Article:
Google Summer of Code in 10 Minutes: A Crash Course

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Every year since its inception in 2005, Google organizes an annual program called the Google Summer of Code (GSoC), wherein students work on open source projects of various organizations during the summer. The GSoC is for students over 18, and its counterpart for high school kids is Google Code-In.

After the program is announced for each year, open source organizations first submit their applications to Google to be selected as mentoring organizations. Once mentoring organizations are announced, students submit detailed proposals to work on the projects of the selected organizations. The selected students then code during the summer, working with their respective mentors to complete their projects. On successful competition of the project, Google pays each student developer a stipend of US DOLLAR 5500, and US DOLLAR 500 for each successful project goes to the mentoring organizations. Did I just get your attention?

Understanding the GSoC 2015 Timeline

Before we go on to the general guidelines of getting selected for a project, let’s look at the timeline of the GSoC 2015 program. I’ll be discussing the events that are relevant to students, and the detailed timeline can be found on the Melange site.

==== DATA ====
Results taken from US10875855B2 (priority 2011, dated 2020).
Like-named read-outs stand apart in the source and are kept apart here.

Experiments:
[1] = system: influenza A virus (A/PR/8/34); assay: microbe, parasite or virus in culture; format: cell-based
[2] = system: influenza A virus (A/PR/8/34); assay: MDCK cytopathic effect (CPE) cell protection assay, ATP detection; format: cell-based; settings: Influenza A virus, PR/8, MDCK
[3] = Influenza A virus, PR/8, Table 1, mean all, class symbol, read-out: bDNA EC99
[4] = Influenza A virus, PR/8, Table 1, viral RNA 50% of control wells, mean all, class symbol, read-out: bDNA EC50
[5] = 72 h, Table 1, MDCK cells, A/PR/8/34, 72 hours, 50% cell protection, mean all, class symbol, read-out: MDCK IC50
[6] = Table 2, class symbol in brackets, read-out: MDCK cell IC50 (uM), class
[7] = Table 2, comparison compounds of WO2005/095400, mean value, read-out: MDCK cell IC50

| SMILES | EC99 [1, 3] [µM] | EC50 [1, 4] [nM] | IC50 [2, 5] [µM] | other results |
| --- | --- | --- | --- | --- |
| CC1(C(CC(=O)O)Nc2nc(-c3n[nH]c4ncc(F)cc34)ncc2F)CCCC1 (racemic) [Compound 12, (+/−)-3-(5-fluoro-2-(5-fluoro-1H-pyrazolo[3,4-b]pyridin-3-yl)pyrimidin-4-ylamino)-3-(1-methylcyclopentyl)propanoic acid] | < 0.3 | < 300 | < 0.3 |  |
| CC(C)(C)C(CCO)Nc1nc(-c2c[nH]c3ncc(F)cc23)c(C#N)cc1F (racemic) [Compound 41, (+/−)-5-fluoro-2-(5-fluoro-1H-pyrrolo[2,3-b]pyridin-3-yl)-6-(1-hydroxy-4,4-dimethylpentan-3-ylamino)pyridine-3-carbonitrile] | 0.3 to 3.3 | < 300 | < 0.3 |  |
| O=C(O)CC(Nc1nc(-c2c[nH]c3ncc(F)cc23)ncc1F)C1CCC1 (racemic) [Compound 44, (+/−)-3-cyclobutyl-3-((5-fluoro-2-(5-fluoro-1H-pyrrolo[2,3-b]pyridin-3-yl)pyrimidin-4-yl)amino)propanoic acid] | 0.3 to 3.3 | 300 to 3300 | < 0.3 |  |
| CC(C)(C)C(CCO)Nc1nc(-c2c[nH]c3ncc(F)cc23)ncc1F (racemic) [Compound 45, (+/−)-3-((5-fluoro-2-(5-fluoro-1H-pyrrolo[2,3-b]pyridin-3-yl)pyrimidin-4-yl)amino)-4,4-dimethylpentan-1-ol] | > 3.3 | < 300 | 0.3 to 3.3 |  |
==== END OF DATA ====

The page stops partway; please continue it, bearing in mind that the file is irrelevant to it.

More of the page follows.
• 2 March: List of accepted mentoring organizations published on the Google Summer of Code 2015 site.

  • 16 March: Student application period opens.

  • 27 March: Student application deadline.

The period of 2nd March to 27th March is of utmost importance to students who wish to get through. This is the time when you decide which organizations to work on, connect with the mentors of the project and prepare your proposals to be reviewed by your mentors. By 27th March, you must have submitted your proposal on the Melange site, after which your proposal is locked. If, however, you find mistakes in your proposal, you may ask your mentoring organization to make it editable.

  • 15 April: Slot allocations published to mentoring organizations.

Although the mentoring organizations are announced earlier, the number of projects for each organization is done later. By 15th April, your mentoring organization would know how many students it should accept for the summer. This information is not declared publicly, but you may ask your mentor about it to know your chances of selection.

  • 21 April: First round of de-duplication checks happens; organizations work together to try to resolve as many duplicates as possible.

A student is allowed to submit at most five proposals to the program under various organizations. It is therefore possible that two or more proposals are selected. But a student can work on only one project during the summer as per the rules of the program. So the organizations try to resolve it first among themselves, or ask the student which project they would like to work on.

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